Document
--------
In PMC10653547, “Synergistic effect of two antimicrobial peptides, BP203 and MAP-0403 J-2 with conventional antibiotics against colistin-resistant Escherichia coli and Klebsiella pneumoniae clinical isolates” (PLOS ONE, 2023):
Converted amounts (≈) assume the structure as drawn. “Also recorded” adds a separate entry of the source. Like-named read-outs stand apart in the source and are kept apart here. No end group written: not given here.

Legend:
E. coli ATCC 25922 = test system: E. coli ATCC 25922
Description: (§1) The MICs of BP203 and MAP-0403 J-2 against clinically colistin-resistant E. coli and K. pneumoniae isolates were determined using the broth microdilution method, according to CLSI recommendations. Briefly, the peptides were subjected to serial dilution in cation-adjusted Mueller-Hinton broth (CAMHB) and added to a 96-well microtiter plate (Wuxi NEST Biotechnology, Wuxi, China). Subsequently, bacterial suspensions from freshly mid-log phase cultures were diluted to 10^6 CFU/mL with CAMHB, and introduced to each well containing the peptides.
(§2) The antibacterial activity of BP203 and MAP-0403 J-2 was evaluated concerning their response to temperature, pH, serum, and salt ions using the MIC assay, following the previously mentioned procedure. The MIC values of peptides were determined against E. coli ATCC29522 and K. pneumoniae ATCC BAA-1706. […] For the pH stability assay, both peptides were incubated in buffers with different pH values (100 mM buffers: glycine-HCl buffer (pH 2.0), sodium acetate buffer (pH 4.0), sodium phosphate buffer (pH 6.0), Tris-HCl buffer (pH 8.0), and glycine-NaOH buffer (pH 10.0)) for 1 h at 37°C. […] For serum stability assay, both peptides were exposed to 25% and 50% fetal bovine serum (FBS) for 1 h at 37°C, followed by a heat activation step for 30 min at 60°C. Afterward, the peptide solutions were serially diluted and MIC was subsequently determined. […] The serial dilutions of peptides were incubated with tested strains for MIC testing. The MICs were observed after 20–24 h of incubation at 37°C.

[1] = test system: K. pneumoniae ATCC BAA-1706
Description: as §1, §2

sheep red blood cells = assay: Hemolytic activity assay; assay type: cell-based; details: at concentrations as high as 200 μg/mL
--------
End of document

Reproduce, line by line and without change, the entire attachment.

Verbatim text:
In PMC10653547, “Synergistic effect of two antimicrobial peptides, BP203 and MAP-0403 J-2 with conventional antibiotics against colistin-resistant Escherichia coli and Klebsiella pneumoniae clinical isolates” (PLOS ONE, 2023):
Converted amounts (≈) assume the structure as drawn. “Also recorded” adds a separate entry of the source. Like-named read-outs stand apart in the source and are kept apart here. No end group written: not given here.

Legend:
E. coli ATCC 25922 = test system: E. coli ATCC 25922
Description: (§1) The MICs of BP203 and MAP-0403 J-2 against clinically colistin-resistant E. coli and K. pneumoniae isolates were determined using the broth microdilution method, according to CLSI recommendations. Briefly, the peptides were subjected to serial dilution in cation-adjusted Mueller-Hinton broth (CAMHB) and added to a 96-well microtiter plate (Wuxi NEST Biotechnology, Wuxi, China). Subsequently, bacterial suspensions from freshly mid-log phase cultures were diluted to 10^6 CFU/mL with CAMHB, and introduced to each well containing the peptides.
(§2) The antibacterial activity of BP203 and MAP-0403 J-2 was evaluated concerning their response to temperature, pH, serum, and salt ions using the MIC assay, following the previously mentioned procedure. The MIC values of peptides were determined against E. coli ATCC29522 and K. pneumoniae ATCC BAA-1706. […] For the pH stability assay, both peptides were incubated in buffers with different pH values (100 mM buffers: glycine-HCl buffer (pH 2.0), sodium acetate buffer (pH 4.0), sodium phosphate buffer (pH 6.0), Tris-HCl buffer (pH 8.0), and glycine-NaOH buffer (pH 10.0)) for 1 h at 37°C. […] For serum stability assay, both peptides were exposed to 25% and 50% fetal bovine serum (FBS) for 1 h at 37°C, followed by a heat activation step for 30 min at 60°C. Afterward, the peptide solutions were serially diluted and MIC was subsequently determined. […] The serial dilutions of peptides were incubated with tested strains for MIC testing. The MICs were observed after 20–24 h of incubation at 37°C.

[1] = test system: K. pneumoniae ATCC BAA-1706
Description: as §1, §2

sheep red blood cells = assay: Hemolytic activity assay; assay type: cell-based; details: at concentrations as high as 200 μg/mL